This is made even less so in the full context of the situation. Consider all the elements: Trump, as candidate, was willing to (and did) bash everyone and everything, yet he reserved only praise for Vladimir Putin and Russia. He said, on the campaign trail, “Russia: If you’re listening, I hope you’re able to find the 30,000 emails that are missing”: essentially inviting them to interfere in the election. Later, when the FBI was in the middle of investigating the Trump campaign’s ties to Russia, Trump fired FBI director James Comey. He admitted that he did so to make the Russia story go away. At the G-20 summit, Trump pressed Putin on whether he had meddled in the election; when Putin said no, Trump was immediately satisfied. If all of that doesn’t arouse suspicion, what will?

There are no good options here for the president. If he truly did not know what was going on within his own campaign, then he is staggeringly incompetent. But if he did know, and if he did endorse what was happening, then it could be said that he was conspiring with a foreign power. Where this road will lead is unknown; much still depends on the results of Robert Mueller’s investigation. But it is clear: every sign on that road has become more and more damning. It may feel like a lifetime ago already, but let’s not forget that James Comey’s testimonial was incredibly damaging. “I hope you can see your way clear to letting this go, to letting [Michael] Flynn go. He is a good guy. I hope you can let this go.” That was the sentence that pointed to the possibly that Trump was attempting to obstruct justice, possibly because he did not want the investigation into his Russia ties to continue, deepening Trump’s troubles. The emails revealed by Trump Jr. only add severely to the bleeding.

Although much of this seems like it would have been implausible if written in a movie, what boggles the mind most is the extent to which so much of the American public seem willing to accept what is going on. Here in Thailand, suspicion that the prime minister was in cahoots with a foreign power and working against the national interest would be enough for the government to be quickly unseated. Even in the United States, if Hillary Clinton and her campaign had done a fraction of what the Trump campaign seems to have done, the Republican Congress would most likely already be drafting the articles of impeachment. The fact that political polarisation can numb some so much to the stench of conspiracy is beyond comprehension.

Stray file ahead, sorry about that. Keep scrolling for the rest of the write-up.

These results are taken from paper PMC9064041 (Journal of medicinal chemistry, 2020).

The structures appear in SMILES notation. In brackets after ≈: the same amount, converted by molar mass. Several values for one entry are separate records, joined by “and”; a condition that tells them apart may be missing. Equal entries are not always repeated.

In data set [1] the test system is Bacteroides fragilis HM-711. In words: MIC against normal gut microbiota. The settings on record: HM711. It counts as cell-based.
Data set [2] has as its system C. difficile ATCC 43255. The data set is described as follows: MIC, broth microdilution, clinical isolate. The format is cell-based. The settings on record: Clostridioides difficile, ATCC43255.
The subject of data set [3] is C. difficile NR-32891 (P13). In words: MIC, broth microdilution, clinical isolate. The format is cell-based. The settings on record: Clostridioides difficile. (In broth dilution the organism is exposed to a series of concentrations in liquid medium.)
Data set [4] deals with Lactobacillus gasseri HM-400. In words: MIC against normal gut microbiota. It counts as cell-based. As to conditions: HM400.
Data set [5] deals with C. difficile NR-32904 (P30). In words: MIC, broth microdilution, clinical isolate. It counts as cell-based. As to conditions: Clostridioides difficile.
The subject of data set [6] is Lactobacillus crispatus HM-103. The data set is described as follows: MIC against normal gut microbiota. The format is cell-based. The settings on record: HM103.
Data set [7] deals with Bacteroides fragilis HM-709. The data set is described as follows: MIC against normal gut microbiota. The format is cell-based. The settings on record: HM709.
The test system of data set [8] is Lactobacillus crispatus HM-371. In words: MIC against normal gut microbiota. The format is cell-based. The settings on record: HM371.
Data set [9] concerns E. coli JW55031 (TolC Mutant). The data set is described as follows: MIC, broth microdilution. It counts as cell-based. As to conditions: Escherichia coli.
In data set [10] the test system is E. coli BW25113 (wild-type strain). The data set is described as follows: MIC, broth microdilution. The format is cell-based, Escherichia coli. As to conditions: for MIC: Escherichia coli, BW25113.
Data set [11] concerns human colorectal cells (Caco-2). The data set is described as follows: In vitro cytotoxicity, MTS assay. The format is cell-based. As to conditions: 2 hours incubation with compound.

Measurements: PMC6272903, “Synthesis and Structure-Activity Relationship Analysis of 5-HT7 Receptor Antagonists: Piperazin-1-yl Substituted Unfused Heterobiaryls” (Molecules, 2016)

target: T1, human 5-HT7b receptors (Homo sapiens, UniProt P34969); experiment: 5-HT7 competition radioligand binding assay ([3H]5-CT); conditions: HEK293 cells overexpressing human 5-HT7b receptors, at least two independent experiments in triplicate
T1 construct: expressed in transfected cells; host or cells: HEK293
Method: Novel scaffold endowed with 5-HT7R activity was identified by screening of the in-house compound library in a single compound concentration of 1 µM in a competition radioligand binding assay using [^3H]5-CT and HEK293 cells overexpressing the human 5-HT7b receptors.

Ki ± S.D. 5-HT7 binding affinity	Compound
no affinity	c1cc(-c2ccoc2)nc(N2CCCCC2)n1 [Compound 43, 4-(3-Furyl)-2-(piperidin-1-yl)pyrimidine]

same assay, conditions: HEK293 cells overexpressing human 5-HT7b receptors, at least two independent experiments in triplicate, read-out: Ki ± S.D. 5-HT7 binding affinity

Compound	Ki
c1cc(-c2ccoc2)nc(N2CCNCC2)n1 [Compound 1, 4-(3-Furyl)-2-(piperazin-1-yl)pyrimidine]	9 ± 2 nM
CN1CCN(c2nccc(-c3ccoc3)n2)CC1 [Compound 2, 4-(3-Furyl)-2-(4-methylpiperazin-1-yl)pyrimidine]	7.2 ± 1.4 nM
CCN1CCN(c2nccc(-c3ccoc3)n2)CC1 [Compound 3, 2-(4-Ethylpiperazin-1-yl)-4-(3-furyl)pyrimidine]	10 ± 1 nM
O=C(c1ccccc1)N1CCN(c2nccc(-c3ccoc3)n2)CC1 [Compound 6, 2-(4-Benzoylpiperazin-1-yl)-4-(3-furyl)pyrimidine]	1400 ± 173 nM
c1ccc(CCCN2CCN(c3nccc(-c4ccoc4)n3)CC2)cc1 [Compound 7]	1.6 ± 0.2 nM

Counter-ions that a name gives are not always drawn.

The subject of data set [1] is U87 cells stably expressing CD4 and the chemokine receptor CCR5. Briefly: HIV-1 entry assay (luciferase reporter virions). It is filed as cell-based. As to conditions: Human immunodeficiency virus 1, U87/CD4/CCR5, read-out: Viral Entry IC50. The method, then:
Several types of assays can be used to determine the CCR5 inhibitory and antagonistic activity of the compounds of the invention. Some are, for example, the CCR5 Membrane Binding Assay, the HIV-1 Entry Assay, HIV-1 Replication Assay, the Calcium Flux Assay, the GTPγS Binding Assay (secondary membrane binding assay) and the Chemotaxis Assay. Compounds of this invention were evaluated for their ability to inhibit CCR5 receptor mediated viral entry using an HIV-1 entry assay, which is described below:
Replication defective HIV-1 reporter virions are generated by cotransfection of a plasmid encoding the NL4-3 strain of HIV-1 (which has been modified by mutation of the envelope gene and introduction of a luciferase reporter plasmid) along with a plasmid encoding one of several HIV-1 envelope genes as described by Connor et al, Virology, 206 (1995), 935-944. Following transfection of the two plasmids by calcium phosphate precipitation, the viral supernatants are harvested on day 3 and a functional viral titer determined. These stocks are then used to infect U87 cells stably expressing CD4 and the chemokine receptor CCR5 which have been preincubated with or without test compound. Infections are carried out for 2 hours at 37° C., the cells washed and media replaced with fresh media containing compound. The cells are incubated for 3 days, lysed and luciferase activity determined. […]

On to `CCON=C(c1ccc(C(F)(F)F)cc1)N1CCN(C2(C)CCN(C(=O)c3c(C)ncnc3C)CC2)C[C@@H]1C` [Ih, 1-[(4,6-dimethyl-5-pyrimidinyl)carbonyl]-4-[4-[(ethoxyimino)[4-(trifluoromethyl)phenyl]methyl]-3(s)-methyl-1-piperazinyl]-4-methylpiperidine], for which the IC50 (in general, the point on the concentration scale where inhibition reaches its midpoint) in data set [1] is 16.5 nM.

And in the end, the loser is the United States and the liberal world order in general. Every day that people continue to have to ask the question of what the president knew and when he knew of it, trust in American institutions and the democratic system continues to erode. The United States now has a president who is possibly guilty of both obstruction of justice and conspiring with an foreign adversary, while Congress pretends to ignore this as it attempts to tax cuts for the rich. If Putin is laughing in the Kremlim right now, no one will be surprised. He, after all, may have just turned America’s commander in chief into a conspirator in chief.







One response to “Conspirator in Chief?”

  1. John Fioravanti Avatar
    John Fioravanti

    Good summary of the relevant developments thus far. I totally agree that Hillary Clinton, if she had won and been accused of these things, would be knee-deep in impeachment proceedings by now. What saddens me is that the Trump supporters turn a blind eye to all of this and continue to support this corrupt administration. These were the people who promised to “clean up” Washington. As a Canadian, I certainly hope that reason overcomes the insanity soon.